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Industrial Cooling through Hybrid system based on Solar Heat

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Super-cool temperature for industrial processes with solar heat

EU-funded project HyCool is advancing the use of solar heat in industrial processes. Flexible and efficient, the technology developed can be adapted to supply both industry’s cooling and heating needs.

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Industrial Technologies icon Industrial Technologies
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Concentrated solar power CSP systems literally concentrate sunlight onto a receiver where the power collected from the sun is converted into heat. Among all the CSP technologies, HyCool is developing its concept based on the cheap and easy-to-install linear Fresnel system. Consisting of a large number of simple mirrors in parallel rows, these mimic a large Fresnel lens to maximise energy collection.

A hybrid – the pump with synergy

The prime mission of the EU-funded HyCool project is to increase the use of solar heat in industrial processes. “We have developed a new Fresnel CSP solar thermal collectors (FCSP) system with specially tailored hybrid heat pumps (HHPs),” says Silvia Jané, HyCool’s project coordinator. “The ‘two-in-one’ combination of adsorption- and compressor-based heat pumps results in a wider output temperature range, enabling both industrial heating and cooling powered by the sun,” Jané explains. By increasing the flexibility of the system configuration, the objective is to extend the range of application of solar heat in industrial processes with temperatures ranging from 5 °C to 240 °C. “Incorporating a wide range of design and operational configurations, we have increased the number of use scenarios for solar heat in industrial environments,” Jané emphasises. The proposed system improves the adsorption technologies for cold generation – coupled with increased compactness and plug and play features. This also provides seamless integration with other conventional sources such as electrical energy, resulting in a higher deployability of solar heat in industrial processes (SHIP). Moreover, when the HHPs developed in HyCool are driven by solar or waste heat and embedded in real industrial thermal processes, they can achieve twice the coefficient of performance of conventional heat pumps and further improve the overall process efficiency. Component optimisation and final design of the full-scale modular solar HHP and its manufacture and commissioning have been completed. A characterisation protocol for the properties of different adsorber materials such as thermal diffusivity, heat capacity, adsorption behaviour, vapour transport properties and heat of adsorption at different temperatures and pressures has also been developed and will lead to an extensive material testing campaign to select the best candidate for real case applications.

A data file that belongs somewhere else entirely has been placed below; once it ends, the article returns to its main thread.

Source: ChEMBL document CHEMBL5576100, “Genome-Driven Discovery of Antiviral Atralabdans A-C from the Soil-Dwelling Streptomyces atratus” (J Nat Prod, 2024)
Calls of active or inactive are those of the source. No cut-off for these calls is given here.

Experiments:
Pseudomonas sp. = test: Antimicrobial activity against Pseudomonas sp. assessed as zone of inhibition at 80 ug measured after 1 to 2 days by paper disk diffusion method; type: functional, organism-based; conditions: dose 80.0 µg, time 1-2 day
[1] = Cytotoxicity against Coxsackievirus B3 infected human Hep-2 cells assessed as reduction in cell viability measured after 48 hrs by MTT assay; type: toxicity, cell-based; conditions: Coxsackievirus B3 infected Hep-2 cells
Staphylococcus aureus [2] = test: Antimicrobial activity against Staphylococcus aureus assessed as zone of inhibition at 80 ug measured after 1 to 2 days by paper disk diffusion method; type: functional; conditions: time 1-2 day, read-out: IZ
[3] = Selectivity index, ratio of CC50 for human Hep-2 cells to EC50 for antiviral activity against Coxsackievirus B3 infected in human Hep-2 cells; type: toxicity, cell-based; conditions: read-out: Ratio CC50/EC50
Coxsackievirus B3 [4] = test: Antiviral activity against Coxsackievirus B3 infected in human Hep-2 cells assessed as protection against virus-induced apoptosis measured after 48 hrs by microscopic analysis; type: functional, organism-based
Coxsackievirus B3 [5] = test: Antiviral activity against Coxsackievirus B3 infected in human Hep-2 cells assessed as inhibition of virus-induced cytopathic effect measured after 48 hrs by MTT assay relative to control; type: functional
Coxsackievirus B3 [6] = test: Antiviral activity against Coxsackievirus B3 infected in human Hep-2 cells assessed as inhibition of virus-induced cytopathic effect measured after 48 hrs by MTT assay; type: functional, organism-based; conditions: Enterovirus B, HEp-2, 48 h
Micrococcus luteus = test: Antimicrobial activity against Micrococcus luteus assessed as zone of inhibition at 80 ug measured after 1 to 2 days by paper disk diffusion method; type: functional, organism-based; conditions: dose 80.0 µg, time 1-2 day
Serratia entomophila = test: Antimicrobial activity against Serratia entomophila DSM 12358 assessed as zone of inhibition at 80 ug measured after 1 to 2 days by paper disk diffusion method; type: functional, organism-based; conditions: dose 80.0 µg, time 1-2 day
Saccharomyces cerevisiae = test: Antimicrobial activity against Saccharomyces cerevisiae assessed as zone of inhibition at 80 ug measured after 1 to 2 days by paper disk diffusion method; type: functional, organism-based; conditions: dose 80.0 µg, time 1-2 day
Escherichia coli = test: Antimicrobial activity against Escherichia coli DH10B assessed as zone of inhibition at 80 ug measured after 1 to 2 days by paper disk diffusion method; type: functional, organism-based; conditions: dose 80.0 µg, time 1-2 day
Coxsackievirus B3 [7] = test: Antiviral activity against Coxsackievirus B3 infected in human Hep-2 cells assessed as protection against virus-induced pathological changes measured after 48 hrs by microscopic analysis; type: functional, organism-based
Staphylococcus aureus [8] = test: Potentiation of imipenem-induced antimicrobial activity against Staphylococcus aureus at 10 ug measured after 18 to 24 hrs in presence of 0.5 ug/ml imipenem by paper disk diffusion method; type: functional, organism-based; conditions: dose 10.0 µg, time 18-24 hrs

Energy winners in industry and food sectors

“The biggest challenge facing the HyCool project was to obtain a valid configuration for the two pilots based on the first design of the modular heat pump and the hydraulic schematic as well as the specifications for each demonstration site,” Jané comments. This key step has now been achieved, and field work has enabled a full display of energy profiles. At the Spanish production site of consortium partner Givaudan, a flavours and fragrances company, the HyCool concept has been applied to several processes with either heating or cooling needs. Givaudan’s current cold installation makes use of a glycolic water chiller to keep the water entering the liquid ring of the vacuum pumps at 7 °C, with a thermal demand of 125.5 kW. ”For the use cases considered, the electrical consumption of the compression chiller will be reduced by 29 % (spring) and 44 % (summer), respectively, by using HyCool technology,” says Jané. This efficiency gain is even higher if compared to common refrigeration systems. Another prototype applies the HyCool concept to specialised small food industries with cooling needs in their processes and will be tested at Bo de Debò SL in Spain. Here, the industrial cold installation is necessary for the preparation of precooked fresh dishes and is used in different configurations: the food production area at 6-8 °C, whereas the delivery area is to be maintained at 10-12 °C. HyCool is poised to make a big difference in solar heat use in European industry, and so will the EU-funded SHIP2FAIR project, essentially HyCool’s ‘twin’ project that is due to finish in March 2022. Their developments focus in particular on the heating needs of the food and agro industry and are being demonstrated and validated in a variety of processes including spirits distillation (Martini & Rossi), meat transformation (Larnaudie), sugar boiling (RAR group) and wine fermentation and stabilisation (RODA). The objective is to supply 40 % of the heat demand through solar power.


HyCool, solar heat, industrial processes, cooling, CSP, heating, concentrated solar power, hybrid heat pump

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